What is Thrush?
Thrush is a common yeast-like fungus which causes symptoms when it grows beyond healthy limits for the genitals. Thrush is not specific to women, anyone can be affected.
Thrush in women is characterised by itching of the vagina and vulva, often accompanied by pain which worsens during sex and when peeing. Women often also experience abnormal creamy discharge and swelling or cracked skin.
Three quarters of women will suffer from thrush at some point in their lives, and more than half will then go on to experience it more than once.
Causes of Thrush
Candida is naturally found in low levels on our bodies, including on our skin, in our mouths, and in the vagina. Changes to the microflora around the genitals can allow Candida fungus to multiply beyond its normal amounts and cause an active infection. This change can be due to antibiotics to treat other infections, a weakened immune system, and your risk can be increased during pregnancy.
Common Thrush Symptoms
Your symptoms may vary and these symptoms may be caused by a variety of conditions. This page does not constitute medical advice. Always consult a healthcare professional.
Testing for Thrush
Our test kits include a genital swab, a urine sample kit, or both. Your sample will analysed to detect the pathogens (bad microbes) which are causing your symptoms.
Our expertise allows us to pinpoint any abnormalities within your results which are most likely to be causing your symptoms, and recommend a treatment plan tailored to you.
Our lab tests for Candida routinely but if you would like a more in-depth speciation test please get in touch.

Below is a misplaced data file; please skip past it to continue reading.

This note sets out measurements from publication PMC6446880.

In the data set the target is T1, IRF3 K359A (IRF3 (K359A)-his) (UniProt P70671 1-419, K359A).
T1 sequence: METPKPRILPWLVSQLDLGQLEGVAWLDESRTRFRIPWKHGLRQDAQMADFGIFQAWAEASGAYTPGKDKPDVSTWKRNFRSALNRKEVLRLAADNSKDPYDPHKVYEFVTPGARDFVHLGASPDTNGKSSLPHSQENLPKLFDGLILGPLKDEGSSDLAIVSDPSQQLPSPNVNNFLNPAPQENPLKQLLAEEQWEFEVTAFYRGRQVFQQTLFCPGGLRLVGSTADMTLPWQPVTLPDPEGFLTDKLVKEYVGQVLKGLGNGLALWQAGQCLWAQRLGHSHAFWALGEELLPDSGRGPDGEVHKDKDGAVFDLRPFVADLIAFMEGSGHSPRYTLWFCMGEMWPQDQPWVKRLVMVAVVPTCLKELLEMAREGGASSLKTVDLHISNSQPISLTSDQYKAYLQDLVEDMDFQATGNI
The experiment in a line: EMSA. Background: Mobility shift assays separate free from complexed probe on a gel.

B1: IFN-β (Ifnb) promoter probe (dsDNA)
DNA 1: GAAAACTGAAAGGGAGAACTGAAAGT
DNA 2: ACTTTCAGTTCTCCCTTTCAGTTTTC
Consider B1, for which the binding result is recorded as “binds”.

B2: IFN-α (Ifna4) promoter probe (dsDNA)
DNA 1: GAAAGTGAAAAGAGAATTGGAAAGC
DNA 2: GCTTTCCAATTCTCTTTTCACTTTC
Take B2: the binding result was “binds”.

Treatment for Thrush
If you have recurring or constant thrush, we can help you to understand why it might be coming back, and devise a treatment plan with a life-style regime to help control or even eliminate the condition.
Anti-fungal creams, pessaries or other medications will be enough to effectively treat most women. Unfortunately, for one in twenty women, they will suffer recurrent episodes of thrush (classed as four or more occasions in a year), and 1% of women will experience it almost constantly. Due to elongated treatments, Candida fungus can become drug-resistant, making it increasingly difficult for these two groups to resolve the infection without a new approach.
Would you like to know more?
If you don’t mind some medical language, and you’re interested in the detail of recent studies into recurrent UTIs, then you can find links to some relevant papers below:
Are you worried you might have a UTI?
Self-test at home for recurrent Urinary Tract Infections (UTIs) and get the treatment you need.